MUTUAL FUND ARTICLES BY ULLI G. NIEMANN
Articles for Free publication in your Newsletter or on your
Prospering with Mutual Funds: How
anyone can "Afford" an Investment Advisor
By Ulli G. Niemann
Recently I was invited to appear on a live CNNfn television
show to discuss my article "How to evaluate Load vs. No Load
Mutual Funds." (You can read that article on my website http://www.successful-investment.com/articles21.htm)
As the producer and I were working out the logistics of
my appearance, she mentioned in passing that "most people
can't afford an investment advisor."
While that wasn't the time or place for me to discuss this,
I realized that many people might have a similar misconception.
Had conditions allowed, I would have pointed out the following
There are only two ways an individual can invest in mutual
funds: Selecting and investing themselves or using outside
help. If they use outside help they'll have a couple of choices
again: A commissioned salesperson (broker, financial planner
or Registered Representative) or a fee-based investment advisor.
Most people don't know the difference and often start with
a broker who charges about 6% commission off the top to purchase
a mutual fund. The fund is usually from a limited selection
of fund families the broker has a relationship with. He,
of course, would never recommend a no load fund or an exchange
traded fund (ETF), since it is not in his best interest --
although it might be in yours.
Having a fee-based investment professional handling your
portfolio will get you as close as possible to receiving
advice that is based on nothing but the advisor's best knowledge
and evaluation of the market. They advise only what they
consider top performing funds since sales commission is not
a consideration and does not create any conflict of interest
for them. But, how can you "afford" an advisor?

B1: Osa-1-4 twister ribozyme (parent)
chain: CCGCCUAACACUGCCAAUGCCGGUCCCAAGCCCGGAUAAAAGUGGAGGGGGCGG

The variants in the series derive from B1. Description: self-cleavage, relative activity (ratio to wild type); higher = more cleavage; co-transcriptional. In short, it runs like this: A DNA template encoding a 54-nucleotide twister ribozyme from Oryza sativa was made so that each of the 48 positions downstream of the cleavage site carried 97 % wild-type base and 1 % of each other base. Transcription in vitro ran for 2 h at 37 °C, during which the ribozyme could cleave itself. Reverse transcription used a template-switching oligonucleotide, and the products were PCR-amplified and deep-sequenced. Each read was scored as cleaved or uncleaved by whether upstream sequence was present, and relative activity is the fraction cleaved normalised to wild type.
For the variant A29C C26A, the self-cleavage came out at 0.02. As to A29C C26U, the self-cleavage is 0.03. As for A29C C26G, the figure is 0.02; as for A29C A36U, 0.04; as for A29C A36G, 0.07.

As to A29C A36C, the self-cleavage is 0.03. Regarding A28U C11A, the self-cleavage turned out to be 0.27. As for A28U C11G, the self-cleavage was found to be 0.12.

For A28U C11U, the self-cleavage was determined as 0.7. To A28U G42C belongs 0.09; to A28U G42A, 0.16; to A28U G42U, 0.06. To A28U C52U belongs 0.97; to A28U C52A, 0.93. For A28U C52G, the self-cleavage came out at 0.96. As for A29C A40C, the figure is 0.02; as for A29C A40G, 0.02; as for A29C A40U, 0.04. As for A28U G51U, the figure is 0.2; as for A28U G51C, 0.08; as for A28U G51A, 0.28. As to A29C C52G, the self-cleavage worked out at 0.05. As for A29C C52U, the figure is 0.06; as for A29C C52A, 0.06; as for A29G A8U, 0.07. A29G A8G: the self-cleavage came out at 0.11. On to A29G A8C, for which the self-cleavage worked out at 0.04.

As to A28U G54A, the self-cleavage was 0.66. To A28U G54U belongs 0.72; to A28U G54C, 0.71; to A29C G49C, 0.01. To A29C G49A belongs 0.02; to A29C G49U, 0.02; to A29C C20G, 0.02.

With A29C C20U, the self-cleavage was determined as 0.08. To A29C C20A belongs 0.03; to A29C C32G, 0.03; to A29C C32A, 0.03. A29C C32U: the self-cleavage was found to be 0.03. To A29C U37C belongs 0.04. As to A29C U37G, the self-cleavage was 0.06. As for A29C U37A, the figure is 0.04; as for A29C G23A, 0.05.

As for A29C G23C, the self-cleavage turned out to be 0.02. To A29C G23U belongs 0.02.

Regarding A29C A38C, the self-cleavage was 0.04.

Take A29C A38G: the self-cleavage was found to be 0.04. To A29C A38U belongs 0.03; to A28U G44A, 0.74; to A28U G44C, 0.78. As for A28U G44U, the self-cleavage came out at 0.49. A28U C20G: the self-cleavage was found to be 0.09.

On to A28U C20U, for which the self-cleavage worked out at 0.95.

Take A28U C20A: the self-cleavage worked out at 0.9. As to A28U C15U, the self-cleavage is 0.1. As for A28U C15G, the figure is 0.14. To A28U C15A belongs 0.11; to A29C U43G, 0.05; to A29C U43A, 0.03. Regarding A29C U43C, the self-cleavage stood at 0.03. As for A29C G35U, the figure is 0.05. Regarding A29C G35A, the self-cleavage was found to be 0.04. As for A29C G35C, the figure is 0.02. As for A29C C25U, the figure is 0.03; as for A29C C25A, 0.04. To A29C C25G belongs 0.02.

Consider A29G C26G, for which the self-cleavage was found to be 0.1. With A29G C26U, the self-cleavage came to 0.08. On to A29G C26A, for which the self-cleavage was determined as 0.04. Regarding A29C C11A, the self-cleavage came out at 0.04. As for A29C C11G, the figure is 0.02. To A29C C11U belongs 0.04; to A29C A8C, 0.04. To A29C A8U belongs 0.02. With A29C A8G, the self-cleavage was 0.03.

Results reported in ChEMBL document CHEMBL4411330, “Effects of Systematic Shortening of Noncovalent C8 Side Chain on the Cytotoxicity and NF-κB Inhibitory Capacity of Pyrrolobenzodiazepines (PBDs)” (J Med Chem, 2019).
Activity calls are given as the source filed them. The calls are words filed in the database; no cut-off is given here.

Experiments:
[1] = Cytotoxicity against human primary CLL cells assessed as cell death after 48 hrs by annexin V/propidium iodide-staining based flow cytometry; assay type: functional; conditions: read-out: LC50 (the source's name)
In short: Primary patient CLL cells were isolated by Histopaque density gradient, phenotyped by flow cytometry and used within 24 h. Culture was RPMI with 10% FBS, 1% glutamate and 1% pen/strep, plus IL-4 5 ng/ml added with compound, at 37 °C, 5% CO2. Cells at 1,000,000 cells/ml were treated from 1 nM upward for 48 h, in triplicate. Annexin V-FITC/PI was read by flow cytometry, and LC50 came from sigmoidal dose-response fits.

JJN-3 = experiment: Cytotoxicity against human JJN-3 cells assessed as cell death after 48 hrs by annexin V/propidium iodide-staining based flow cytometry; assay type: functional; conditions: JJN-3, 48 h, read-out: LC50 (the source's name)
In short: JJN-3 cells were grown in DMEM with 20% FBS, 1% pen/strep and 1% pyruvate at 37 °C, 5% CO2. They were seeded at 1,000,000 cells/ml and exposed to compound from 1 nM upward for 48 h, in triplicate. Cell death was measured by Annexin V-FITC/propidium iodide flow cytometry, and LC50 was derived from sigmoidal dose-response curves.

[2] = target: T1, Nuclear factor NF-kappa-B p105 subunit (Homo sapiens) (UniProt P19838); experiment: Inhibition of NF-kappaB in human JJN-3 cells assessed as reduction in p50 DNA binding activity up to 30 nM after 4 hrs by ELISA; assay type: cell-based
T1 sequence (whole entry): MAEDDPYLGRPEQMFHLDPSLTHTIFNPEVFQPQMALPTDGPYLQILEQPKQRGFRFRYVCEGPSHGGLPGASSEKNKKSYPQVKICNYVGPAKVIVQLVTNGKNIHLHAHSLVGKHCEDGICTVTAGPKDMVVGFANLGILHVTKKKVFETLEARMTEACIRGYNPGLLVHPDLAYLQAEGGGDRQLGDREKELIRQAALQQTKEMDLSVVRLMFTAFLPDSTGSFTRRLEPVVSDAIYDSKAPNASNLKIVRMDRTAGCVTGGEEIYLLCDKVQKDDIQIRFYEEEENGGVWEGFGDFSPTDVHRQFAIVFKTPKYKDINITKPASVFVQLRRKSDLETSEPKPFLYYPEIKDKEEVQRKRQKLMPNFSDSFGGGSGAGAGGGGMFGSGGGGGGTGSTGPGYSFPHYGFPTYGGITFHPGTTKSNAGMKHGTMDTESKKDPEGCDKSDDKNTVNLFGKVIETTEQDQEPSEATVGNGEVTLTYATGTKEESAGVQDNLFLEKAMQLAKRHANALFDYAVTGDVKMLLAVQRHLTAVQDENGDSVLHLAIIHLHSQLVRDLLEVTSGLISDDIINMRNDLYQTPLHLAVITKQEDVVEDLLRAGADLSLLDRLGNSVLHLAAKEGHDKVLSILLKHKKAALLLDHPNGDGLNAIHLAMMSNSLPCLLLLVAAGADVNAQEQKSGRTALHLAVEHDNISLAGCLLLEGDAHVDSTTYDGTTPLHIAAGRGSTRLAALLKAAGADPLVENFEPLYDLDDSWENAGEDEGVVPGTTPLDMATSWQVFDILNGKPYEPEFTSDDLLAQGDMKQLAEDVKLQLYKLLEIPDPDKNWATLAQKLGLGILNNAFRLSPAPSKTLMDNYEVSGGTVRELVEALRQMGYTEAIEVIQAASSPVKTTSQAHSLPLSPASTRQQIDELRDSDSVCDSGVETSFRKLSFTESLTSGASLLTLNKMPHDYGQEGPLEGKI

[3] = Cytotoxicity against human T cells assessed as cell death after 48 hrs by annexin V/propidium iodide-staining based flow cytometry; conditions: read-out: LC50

First off, the advisor's fee is usually in the range of
1% to 3% per year depending on portfolio size. This amount
is billed in advance on a pro-rated quarterly basis and charged
directly to your investment account. This creates an initial
savings right off the bat.
Most fee-based advisors offer complete service as far as
your portfolio is concerned. That means that they don't simply "sell" you
a mutual fund and disappear until you call again. Since investors
evaluate advisors based on the performance of their portfolio,
advisors are keenly interested in maximizing your bottom
line. In the long run, your gain should outweigh their fee.
Many advisors utilize an investment discipline or methodology
that keeps you not only invested during upswings in the market,
but also in the appropriate funds for the current economic
environment. For example, at one time, tech funds were hot.
Now, generally, they're not. An advisor watching market trends
could have been able to assist you in avoiding the bursting
bubble. (In fact, my clients were advised to pull out of
the market and into the safety of money markets in October,
2000, just before the market plummeted. What they didn't lose
because of this will more than cover my fees for the rest
of their lives!)
Most advisors don't have lengthy agreements and you usually
can cancel by giving 2 weeks notice. The advisor never has
access to your money because he is affiliated with a custodian
who handles the money, the monthly statements and fulfills
the proper legal reporting requirements.
With this arrangement an advisor can actually save you
1. The advisor will use only no load funds. Because of his
affiliation with a custodian (often a major brokerage firm),
he'll have access to some 10,000 mutual funds, not just to
one or two fund families as most commissioned brokers do.
This allows him to pick the best available, which potentially
means a higher return for his clients.
2. At times there are superior load funds available, especially
in the international arena. I have used a couple of those
in my own practice because they were available to me as "load
waived funds" and my clients got the advantage without paying
a sales commission.
3. Custodians many times also offer "Advisor only" funds.
These are usually high performing mutual funds where the
fund family wishes, for whatever reason, to deal only with
investment professionals, so they set high minimum dollar
Such was the case in my practice during our most recent
buy signal (4/29/03). I purchased the NAMCX fund, which was
only available to advisors through my custodian. This fund
rewarded us with a cool 47% over the following five months.
Most independent investors would not have had access to such
a fund on their own.
Keep in mind that markets fluctuate and starting with an
advisor in the middle of a downturn will not likely yield
high profits at first. However, over time, an advisor will
most likely produce results better than what you would reasonably
expect yourself to do, even with the advisor's modest fee.
Choosing the right advisor and watching how your portfolio
performs with their advice will almost always prove that
it doesn't cost you to have an investment advisor, it pays.